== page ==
Karl Wilhelm Jerusalem

Karl Wilhelm Jerusalem (21 March 1747 – 30 October 1772) was a German lawyer. His suicide in Wetzlar became the model for that of The Sorrows of Young Werther by Goethe.

Carl Wilhelm Jerusalem


Jerusalem's note requesting Kestner's travelling pistols - the original is now in the Goethe- und Schillerarchiv in Weimar.
Silhouette of Elisabeth Herd, 1771
Memorial to Karl Wilhelm Jerusalem in Wetzlar

He was born in Wolfenbüttel to the Lutheran natural theologian Johann Friedrich Wilhelm Jerusalem. He attended Leipzig University, where he met but did not like Johann Wolfgang von Goethe.[1] He then became a legation secretary to the Principality of Brunswick-Wolfenbüttel. He studied litigation at the Reichskammergericht in Wetzlar, where he again met Goethe and Johann Christian Kestner.

His middle-class background meant that he was not respected by the nobility and often clashed with his superiors. Like Goethe in Frankfurt, he found little or no job satisfaction in everyday legal work. Jerusalem also fell in love with the countess Elisabeth Herd, already engaged to a Palatinate legation secretary. With a broken heart, he shot himself in his apartment at 5 Schillerplatz in Wetzlar (now a house-museum named the Jerusalemhaus) on 29 October 1772 and died the following day. Gotthold Ephraim Lessing's tragedy Emilia Galotti was afterwards found on Jerusalem's table.

... tormented by unfulfilled passions, in no way externally stimulated to meaningful actions, in the sole prospect of having to stand our ground in a sluggish, mindless bourgeois life, we became friends with thought, with life, when it is no longer one of us, after it leaves us no more than an intention to leave it at one's own discretion[2]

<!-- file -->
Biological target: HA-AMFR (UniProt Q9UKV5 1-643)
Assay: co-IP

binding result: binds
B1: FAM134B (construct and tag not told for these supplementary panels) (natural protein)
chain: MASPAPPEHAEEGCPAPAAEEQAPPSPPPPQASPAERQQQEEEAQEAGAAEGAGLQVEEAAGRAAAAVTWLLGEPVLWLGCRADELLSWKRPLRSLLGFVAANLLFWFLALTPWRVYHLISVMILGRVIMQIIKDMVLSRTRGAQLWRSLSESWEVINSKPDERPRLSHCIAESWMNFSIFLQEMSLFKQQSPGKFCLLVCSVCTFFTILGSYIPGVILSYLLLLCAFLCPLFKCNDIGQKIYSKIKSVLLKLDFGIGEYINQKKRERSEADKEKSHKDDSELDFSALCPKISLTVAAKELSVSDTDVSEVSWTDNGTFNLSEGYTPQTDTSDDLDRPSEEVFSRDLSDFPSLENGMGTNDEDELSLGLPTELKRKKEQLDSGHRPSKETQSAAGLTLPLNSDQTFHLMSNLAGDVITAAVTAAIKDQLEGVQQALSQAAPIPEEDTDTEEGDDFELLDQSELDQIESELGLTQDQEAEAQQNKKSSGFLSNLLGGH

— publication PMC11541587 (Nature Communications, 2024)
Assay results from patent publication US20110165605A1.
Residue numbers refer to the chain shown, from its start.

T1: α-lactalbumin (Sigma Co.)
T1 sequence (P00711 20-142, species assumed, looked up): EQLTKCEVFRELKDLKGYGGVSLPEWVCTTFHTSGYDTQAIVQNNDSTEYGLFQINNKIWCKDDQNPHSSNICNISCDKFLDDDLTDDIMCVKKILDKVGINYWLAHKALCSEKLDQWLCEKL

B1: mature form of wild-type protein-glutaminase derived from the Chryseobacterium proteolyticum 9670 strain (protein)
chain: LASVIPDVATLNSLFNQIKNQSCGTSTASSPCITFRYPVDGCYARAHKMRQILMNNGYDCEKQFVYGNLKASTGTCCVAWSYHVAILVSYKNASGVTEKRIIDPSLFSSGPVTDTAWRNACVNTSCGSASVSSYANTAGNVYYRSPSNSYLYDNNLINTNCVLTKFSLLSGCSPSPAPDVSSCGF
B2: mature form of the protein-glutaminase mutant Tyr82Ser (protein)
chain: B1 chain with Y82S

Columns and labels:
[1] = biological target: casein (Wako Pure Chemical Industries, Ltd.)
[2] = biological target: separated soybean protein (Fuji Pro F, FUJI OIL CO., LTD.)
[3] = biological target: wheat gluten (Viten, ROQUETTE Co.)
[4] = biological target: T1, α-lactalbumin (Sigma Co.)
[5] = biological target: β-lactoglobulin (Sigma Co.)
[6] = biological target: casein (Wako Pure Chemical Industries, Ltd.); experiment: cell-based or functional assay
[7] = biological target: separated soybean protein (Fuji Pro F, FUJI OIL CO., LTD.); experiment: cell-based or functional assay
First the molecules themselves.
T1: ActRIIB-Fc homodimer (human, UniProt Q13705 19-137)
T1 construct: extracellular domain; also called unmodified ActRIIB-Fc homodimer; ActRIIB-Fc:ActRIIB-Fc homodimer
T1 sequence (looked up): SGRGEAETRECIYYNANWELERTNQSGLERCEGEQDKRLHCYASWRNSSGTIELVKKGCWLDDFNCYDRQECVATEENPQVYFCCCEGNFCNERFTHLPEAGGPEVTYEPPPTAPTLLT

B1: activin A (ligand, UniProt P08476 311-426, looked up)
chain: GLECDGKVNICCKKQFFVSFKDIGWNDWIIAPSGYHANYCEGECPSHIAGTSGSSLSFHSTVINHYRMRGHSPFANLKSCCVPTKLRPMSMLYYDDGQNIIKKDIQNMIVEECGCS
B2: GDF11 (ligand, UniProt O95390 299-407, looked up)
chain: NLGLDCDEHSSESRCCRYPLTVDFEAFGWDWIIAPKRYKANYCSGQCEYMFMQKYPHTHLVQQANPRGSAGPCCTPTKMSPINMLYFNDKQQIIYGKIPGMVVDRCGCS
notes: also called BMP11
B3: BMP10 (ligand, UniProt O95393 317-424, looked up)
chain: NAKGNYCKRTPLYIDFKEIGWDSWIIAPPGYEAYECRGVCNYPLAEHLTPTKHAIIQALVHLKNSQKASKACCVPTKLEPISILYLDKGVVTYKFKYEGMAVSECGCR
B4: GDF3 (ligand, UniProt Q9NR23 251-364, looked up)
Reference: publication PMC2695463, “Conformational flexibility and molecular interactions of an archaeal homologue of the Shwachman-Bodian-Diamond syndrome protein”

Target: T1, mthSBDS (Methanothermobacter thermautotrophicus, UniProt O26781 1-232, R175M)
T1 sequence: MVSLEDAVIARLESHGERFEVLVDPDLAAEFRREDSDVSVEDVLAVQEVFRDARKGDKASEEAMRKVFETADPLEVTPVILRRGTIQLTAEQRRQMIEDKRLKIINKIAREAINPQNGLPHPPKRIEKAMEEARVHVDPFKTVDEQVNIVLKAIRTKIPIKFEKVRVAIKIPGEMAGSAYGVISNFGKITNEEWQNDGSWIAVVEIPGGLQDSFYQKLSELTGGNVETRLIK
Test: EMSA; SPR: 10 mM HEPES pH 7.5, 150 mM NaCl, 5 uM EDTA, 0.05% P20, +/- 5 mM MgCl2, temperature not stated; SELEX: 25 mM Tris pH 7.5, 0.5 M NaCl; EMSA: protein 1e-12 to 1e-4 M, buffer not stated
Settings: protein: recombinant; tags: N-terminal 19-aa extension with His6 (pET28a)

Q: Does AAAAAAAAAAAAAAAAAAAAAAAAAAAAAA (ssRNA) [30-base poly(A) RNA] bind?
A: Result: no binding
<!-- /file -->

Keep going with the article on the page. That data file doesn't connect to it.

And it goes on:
After Werther came out, Lessing wrote a sharp polemic protesting against Goethe's presentation of Jerusalem's "Philosophische Aufsätze" ("Philosophical Essays"), one of which was a defence of suicide[3] Lessing particularly objected to his presentation of his friend Jerusalem as a "sentimental fool" whereas Lessing saw him as a "true, reflective philosopher".[4]


  • Gotthold Ephraim Lessing (ed.): Philosophische Aufsätze von Karl Wilhelm Jerusalem. Buchhandlung des Fürstlichen Waisenhauses, Braunschweig 1776.
  • Paul Beer (ed.): Philosophische Aufsätze von Karl Wilhelm Jerusalem. (1776). Mit G. E. Lessings Vorrede und Zusätzen. Berlin 1900 (Online version)
  • Heinrich Schneider (ed.); Karl Wilhelm Jerusalem: Aufsätze und Briefe. Weißbach, Heidelberg 1925.


  • Adalbert Elschenbroich (1974), "Jerusalem, Karl Wilhelm", Neue Deutsche Biographie (in German), vol. 10, Berlin: Duncker & Humblot, pp. 416–418; (full text online)
  • Jakob Minor (1881), "Jerusalem, Karl Wilhelm", Allgemeine Deutsche Biographie (ADB) (in German), vol. 13, Leipzig: Duncker & Humblot, pp. 783–785
  • Friedrich Koldewey: Werthers Urbild. In: Friedrich Koldewey: Aufsätze und Vorträge aus verschiedenen Wissensgebieten. Band 2: Lebens- und Charakterbilder. Wolfenbüttel 1881, S. 167–202.
  • Roger Paulin: Der Fall Wilhelm Jerusalem. Zum Selbstmordproblem zwischen Aufklärung und Empfindsamkeit. Wallstein, Göttingen 1999, ISBN 3-89244-044-1.
  • Isa Schikorsky: Jerusalem, Karl Wilhelm. In: Horst-Rüdiger Jarck, Dieter Lent u.a. (Hrsg.): Braunschweigisches Biographisches Lexikon: 8. bis 18. Jahrhundert. Appelhans Verlag, Braunschweig 2006, ISBN 3-937664-46-7, S. 376f.
  • "...Kein Geistlicher hat ihn begleitet." Dokumente aus dem Nachlass von Johann Christian Kestner über den Selbstmord Carl Wilhelm Jerusalems am 30. Oktober 1772 in Wetzlar. Hrsg. Magistrat der Stadt Wetzlar. Textkommentar: Manfred Wenzel. Petersberg 2015, ISBN 978-3-7319-0218-8

External links (in German)Edit


  1. ^ (in German) Beer (ed.): Philosophische Aufsätze von Karl Wilhelm Jerusalem. 1900, S. IV.
  2. ^ (in German) Goethe, Dichtung und Wahrheit In: Berliner Ausgabe. Bd. 13, Berlin 1960.
  3. ^ (in German) Beer (ed.): Philosophische Aufsätze von Karl Wilhelm Jerusalem. 1900, S. IV.
  4. ^ (in German) Beer (ed.): Philosophische Aufsätze von Karl Wilhelm Jerusalem. 1900, S. V.